Sunday, August 31, 2008

Modern Library's Top 100 Novels of the 20th Century Quest: #81

Title: The Adventures of Augie March
Author: Saul Bellow
Judgin' the Book By Its Cover: Dude, it has a giant gila monster on it! Two thumbs up!!

Thoughts: This story, unsurprisingly, is about the adventures of one Augie March, a boy living in the Jewish slums of Chicago in the years before the Depression. The book follows him as he attends grows up, falls in love (over and over again), and eventually serves in World War II. It was quite difficult to get into this book, as the first 100 pages or so are spent describing various character's in Augie's neighborhood. Eventually, as Augie sets off on his journeys, things get more interesting. I especially enjoyed the passages describing his trip to Mexico with an unstable girlfriend bent on training a young bald eagle to hunt giant gila monsters (again, I can't get enough of the giant gila monsters!!).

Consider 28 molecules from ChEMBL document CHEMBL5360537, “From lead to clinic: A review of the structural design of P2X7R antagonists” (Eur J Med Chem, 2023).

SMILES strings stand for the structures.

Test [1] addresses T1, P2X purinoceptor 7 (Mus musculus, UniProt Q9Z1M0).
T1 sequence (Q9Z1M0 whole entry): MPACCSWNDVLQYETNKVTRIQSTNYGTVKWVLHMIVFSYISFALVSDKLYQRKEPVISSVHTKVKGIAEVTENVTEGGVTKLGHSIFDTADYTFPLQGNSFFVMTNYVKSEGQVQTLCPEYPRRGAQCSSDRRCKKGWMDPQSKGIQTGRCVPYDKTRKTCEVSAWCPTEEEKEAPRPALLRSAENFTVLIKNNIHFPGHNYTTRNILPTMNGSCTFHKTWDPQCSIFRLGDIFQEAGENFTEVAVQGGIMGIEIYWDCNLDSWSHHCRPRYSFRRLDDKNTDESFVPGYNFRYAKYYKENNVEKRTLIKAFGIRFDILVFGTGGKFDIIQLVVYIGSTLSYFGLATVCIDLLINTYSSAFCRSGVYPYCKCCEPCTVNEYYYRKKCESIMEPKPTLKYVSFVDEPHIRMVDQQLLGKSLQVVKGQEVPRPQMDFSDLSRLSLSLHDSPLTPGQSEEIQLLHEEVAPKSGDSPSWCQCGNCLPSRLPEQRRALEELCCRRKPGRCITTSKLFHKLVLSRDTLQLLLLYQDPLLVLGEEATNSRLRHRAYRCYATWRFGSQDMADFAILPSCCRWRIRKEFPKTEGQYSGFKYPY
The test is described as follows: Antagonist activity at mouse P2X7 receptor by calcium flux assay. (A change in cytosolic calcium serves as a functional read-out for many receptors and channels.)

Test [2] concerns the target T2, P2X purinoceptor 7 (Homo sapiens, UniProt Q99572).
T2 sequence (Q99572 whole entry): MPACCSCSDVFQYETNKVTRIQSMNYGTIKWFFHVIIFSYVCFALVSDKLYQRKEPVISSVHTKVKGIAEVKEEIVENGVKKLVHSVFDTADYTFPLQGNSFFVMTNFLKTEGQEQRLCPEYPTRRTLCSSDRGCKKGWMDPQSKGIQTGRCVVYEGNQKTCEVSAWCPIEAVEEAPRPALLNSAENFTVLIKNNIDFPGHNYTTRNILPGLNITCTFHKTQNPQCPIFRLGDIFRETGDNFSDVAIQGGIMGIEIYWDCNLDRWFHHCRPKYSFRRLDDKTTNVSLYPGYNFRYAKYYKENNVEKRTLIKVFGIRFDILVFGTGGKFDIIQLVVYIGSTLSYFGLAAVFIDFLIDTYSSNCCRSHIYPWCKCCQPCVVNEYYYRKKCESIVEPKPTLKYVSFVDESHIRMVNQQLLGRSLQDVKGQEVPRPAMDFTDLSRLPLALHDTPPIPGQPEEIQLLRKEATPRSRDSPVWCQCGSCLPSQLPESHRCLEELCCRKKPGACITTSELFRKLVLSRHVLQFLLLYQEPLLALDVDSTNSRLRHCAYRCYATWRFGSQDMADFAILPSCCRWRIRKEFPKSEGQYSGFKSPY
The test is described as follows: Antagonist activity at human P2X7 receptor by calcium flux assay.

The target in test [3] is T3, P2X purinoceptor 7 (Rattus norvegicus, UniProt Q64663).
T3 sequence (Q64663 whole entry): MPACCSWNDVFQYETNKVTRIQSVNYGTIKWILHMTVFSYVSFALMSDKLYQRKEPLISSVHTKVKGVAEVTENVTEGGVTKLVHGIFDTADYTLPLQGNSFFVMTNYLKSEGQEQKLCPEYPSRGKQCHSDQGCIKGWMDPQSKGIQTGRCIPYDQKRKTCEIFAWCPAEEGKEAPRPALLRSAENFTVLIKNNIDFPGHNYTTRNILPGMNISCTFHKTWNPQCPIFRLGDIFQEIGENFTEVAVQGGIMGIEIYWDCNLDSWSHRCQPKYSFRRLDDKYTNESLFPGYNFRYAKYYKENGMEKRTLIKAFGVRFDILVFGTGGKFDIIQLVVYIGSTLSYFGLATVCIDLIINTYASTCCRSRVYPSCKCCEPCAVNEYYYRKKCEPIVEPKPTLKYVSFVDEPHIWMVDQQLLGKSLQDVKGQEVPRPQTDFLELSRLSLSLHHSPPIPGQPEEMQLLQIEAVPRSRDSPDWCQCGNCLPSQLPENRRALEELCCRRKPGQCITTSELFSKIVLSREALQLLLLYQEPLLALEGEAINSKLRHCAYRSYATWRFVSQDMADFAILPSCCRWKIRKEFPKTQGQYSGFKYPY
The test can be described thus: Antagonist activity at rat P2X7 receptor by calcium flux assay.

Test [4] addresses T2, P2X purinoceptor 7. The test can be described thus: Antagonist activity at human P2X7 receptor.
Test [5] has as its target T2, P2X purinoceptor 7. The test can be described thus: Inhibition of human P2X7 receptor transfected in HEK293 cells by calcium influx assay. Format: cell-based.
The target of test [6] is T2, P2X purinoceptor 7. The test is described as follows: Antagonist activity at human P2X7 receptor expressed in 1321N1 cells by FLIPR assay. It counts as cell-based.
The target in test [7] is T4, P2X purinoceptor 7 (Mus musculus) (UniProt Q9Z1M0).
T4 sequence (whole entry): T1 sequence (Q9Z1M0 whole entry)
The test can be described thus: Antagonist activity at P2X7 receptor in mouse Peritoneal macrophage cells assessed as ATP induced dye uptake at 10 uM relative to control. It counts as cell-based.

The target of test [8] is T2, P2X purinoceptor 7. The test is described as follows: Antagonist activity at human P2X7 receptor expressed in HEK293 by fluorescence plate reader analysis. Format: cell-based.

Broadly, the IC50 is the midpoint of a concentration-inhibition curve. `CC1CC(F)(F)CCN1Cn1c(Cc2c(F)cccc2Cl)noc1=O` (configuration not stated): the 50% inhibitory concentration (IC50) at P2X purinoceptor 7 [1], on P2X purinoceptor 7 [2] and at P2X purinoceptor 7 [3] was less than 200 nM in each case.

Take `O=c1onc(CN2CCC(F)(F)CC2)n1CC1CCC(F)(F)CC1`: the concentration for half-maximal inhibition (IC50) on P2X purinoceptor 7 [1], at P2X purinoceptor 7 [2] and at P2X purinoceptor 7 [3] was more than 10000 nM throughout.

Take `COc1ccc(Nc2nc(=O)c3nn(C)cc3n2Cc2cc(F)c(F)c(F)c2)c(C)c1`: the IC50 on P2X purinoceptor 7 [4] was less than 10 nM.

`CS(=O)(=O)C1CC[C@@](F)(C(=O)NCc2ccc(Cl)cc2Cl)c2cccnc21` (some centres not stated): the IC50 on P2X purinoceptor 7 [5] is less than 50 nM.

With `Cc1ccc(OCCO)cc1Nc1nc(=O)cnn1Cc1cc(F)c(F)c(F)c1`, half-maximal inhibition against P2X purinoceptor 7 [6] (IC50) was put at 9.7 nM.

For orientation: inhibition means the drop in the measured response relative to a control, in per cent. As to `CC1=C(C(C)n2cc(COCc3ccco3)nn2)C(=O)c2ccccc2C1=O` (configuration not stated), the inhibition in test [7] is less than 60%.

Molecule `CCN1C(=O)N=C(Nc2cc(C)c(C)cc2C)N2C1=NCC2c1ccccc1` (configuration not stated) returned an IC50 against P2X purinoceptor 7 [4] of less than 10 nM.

I found Bellow's prose to be a bit off-putting-- he frequently used metaphors that were difficult to follow (or even nonsensical) and tended to be verbose where I would have preferred brevity. Moreover, I generally wasn't interested in Augie's search for meaning. He relegates all the events and people in his life to supporting roles for his grand theories about life, at times sacrificing story in doing so. There were definitely parts of the novel that I enjoyed, though, so it wasn't a complete fail, but this isn't a book I would return to anytime soon.

This week the Man Friend reminded me that it's been exactly one year since I embarked on this heroic quest, which depressed me quite a bit. It's been a long, strange trip (OK, not really, but I couldn't really resist a Dead reference), and it feels like forever since I read The Magnificent Ambersons, but I'm only 20% of the way done (not even, actually)! At this rate it will take me FOUR MORE YEARS to get through this list. I'm a bit intimidated, to be honest.

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